Danville grew and prospered because of its location on the falls of the Dan River in the heart of the tobacco lands of Virginia and North Carolina. Today it is an independent city but it began in the late eighteenth century as a tiny Pittsylvania County community by the ford of the Dan where the road from western North Carolina to Tidewater Virginia crossed the river. Danville was chartered in 1793 and became an official tobacco inspection station that year.
In the 1820s, a barge canal enhanced Danville's position as a river port. The canal, skirting the falls, provided a convenient way to load goods traded between the Blue Ridge and the Atlantic coast. With these advantages, in the pre–Civil War years the town mushroomed into a thriving tobacco marketing and manufacturing center. By the mid-nineteenth century, railroads sounded the death knell for Danville's bustling river transport and rang in the new era with a line connecting Danville to Richmond. Toward the end of the Civil War, this rail line transported Confederate troops and supplies, Union captives to Danville's six notorious warehouse prisons, and rebels fleeing after the fall of Richmond. For one long and tumultuous week, the last made Danville the final capital of the Confederacy. After the war, the railroad helped propel Danville's expansion as a major center for bright-leaf tobacco and speed the products of its newly prospering textile industry to distant markets.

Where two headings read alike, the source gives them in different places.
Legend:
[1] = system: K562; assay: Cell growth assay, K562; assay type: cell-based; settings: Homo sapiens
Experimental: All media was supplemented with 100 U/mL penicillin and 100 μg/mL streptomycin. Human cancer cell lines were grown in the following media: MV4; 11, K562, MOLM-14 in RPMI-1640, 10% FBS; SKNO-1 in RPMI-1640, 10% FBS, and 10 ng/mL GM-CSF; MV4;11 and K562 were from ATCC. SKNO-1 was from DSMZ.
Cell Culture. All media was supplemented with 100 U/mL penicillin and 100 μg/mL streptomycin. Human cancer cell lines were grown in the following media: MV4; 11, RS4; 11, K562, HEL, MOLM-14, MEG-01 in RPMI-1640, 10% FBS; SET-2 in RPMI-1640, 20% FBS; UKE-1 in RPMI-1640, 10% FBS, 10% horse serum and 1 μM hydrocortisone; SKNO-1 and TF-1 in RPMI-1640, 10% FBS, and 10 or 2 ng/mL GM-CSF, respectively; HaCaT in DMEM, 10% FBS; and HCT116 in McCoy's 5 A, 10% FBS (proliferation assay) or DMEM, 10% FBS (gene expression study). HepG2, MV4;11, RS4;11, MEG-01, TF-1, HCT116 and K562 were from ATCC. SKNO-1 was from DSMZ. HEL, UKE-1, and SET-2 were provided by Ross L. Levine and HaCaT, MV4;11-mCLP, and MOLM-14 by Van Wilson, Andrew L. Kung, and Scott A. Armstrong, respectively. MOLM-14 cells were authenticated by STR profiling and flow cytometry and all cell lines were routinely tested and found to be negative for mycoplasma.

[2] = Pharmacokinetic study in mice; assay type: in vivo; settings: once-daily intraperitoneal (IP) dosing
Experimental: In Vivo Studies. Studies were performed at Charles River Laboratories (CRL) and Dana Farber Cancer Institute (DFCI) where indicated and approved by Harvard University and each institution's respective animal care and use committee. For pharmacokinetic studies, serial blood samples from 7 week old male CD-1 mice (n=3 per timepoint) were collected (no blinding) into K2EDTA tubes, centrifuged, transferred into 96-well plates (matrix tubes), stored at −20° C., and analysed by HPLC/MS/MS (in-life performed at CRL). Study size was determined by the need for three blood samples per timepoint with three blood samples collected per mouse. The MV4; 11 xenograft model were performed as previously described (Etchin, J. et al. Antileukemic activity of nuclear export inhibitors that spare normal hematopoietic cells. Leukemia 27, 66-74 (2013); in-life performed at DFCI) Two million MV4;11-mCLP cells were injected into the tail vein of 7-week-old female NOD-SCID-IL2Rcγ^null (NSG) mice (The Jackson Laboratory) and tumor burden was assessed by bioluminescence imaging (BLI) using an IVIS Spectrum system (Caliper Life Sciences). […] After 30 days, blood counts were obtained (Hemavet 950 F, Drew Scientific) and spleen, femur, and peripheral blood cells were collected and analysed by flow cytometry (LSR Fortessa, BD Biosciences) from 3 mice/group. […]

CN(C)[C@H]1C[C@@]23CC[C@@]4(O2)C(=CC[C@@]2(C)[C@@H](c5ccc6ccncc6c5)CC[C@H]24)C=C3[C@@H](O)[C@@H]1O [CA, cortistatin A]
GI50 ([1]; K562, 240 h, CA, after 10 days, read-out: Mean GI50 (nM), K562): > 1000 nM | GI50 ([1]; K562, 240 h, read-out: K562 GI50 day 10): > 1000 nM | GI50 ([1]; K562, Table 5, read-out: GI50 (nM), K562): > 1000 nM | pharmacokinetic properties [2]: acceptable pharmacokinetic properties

The twin riches of tobacco and textiles made Danville into Virginia's most resplendent Victorian city. Although now somewhat faded, Danville still has a glorious so-called Millionaires' Row and many other Victorian and early-twentieth-century buildings. Builder-architects were responsible for many of Danville's notable late-nineteenth-century structures, including Thomas B. Fitzgerald, John Hargraves, R. Bertrand Graham, and William H. Deitrick. Commissions also went to several Richmond architects, including Frank B. Clopton, Henry Exall, and Albert Lawrence West. In the early twentieth century, significant local architects included Charles G. Pettit Jr. and J. Bryant Heard. Heard became the city's leading architect, and in his long practice from 1916 to 1956 he produced about nine hundred designs, including public, religious, educational, and residential buildings, usually in the prevailing style of the moment (which, in Virginia, often meant one form or another of Colonial Revival). The city's growth has spiraled up and down its dramatic hill setting and Danville now is a treasure trove of distinct districts and neighborhoods—mill, mercantile, governmental, housing, suburban, and some just plain sprawl. With the loss of textile manufacturing and tobacco jobs, Danville is experiencing a difficult economic period.
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